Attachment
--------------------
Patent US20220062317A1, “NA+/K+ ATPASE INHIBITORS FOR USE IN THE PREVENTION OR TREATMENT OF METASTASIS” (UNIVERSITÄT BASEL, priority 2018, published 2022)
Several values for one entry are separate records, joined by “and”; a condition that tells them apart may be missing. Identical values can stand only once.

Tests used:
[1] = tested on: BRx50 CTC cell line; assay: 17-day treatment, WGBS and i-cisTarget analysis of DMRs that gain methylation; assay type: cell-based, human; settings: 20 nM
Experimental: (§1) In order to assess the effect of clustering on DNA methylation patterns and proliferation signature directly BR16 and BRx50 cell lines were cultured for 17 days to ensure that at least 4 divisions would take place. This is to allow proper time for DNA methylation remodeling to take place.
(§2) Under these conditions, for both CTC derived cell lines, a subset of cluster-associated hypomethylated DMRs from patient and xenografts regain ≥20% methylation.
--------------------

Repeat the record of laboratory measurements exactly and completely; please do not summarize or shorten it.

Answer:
Patent US20220062317A1, “NA+/K+ ATPASE INHIBITORS FOR USE IN THE PREVENTION OR TREATMENT OF METASTASIS” (UNIVERSITÄT BASEL, priority 2018, published 2022)
Several values for one entry are separate records, joined by “and”; a condition that tells them apart may be missing. Identical values can stand only once.

Tests used:
[1] = tested on: BRx50 CTC cell line; assay: 17-day treatment, WGBS and i-cisTarget analysis of DMRs that gain methylation; assay type: cell-based, human; settings: 20 nM
Experimental: (§1) In order to assess the effect of clustering on DNA methylation patterns and proliferation signature directly BR16 and BRx50 cell lines were cultured for 17 days to ensure that at least 4 divisions would take place. This is to allow proper time for DNA methylation remodeling to take place.
(§2) Under these conditions, for both CTC derived cell lines, a subset of cluster-associated hypomethylated DMRs from patient and xenografts regain ≥20% methylation.